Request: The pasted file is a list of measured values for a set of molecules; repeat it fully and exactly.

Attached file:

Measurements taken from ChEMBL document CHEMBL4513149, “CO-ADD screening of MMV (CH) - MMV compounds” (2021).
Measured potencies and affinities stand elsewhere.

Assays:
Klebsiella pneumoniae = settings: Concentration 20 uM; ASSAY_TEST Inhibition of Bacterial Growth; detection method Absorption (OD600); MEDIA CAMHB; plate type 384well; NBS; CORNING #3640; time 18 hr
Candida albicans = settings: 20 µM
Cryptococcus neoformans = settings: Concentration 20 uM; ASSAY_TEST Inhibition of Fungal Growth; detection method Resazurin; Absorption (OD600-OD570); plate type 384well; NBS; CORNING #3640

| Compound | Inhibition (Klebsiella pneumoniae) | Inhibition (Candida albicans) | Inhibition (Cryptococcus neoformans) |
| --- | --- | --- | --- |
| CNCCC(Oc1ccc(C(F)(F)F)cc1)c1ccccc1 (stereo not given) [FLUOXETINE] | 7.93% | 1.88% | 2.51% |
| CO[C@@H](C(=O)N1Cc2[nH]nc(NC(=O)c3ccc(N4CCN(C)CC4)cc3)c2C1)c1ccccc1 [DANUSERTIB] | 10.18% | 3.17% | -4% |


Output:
Measurements taken from ChEMBL document CHEMBL4513149, “CO-ADD screening of MMV (CH) - MMV compounds” (2021).
Measured potencies and affinities stand elsewhere.

Assays:
Klebsiella pneumoniae = settings: Concentration 20 uM; ASSAY_TEST Inhibition of Bacterial Growth; detection method Absorption (OD600); MEDIA CAMHB; plate type 384well; NBS; CORNING #3640; time 18 hr
Candida albicans = settings: 20 µM
Cryptococcus neoformans = settings: Concentration 20 uM; ASSAY_TEST Inhibition of Fungal Growth; detection method Resazurin; Absorption (OD600-OD570); plate type 384well; NBS; CORNING #3640

| Compound | Inhibition (Klebsiella pneumoniae) | Inhibition (Candida albicans) | Inhibition (Cryptococcus neoformans) |
| --- | --- | --- | --- |
| CNCCC(Oc1ccc(C(F)(F)F)cc1)c1ccccc1 (stereo not given) [FLUOXETINE] | 7.93% | 1.88% | 2.51% |
| CO[C@@H](C(=O)N1Cc2[nH]nc(NC(=O)c3ccc(N4CCN(C)CC4)cc3)c2C1)c1ccccc1 [DANUSERTIB] | 10.18% | 3.17% | -4% |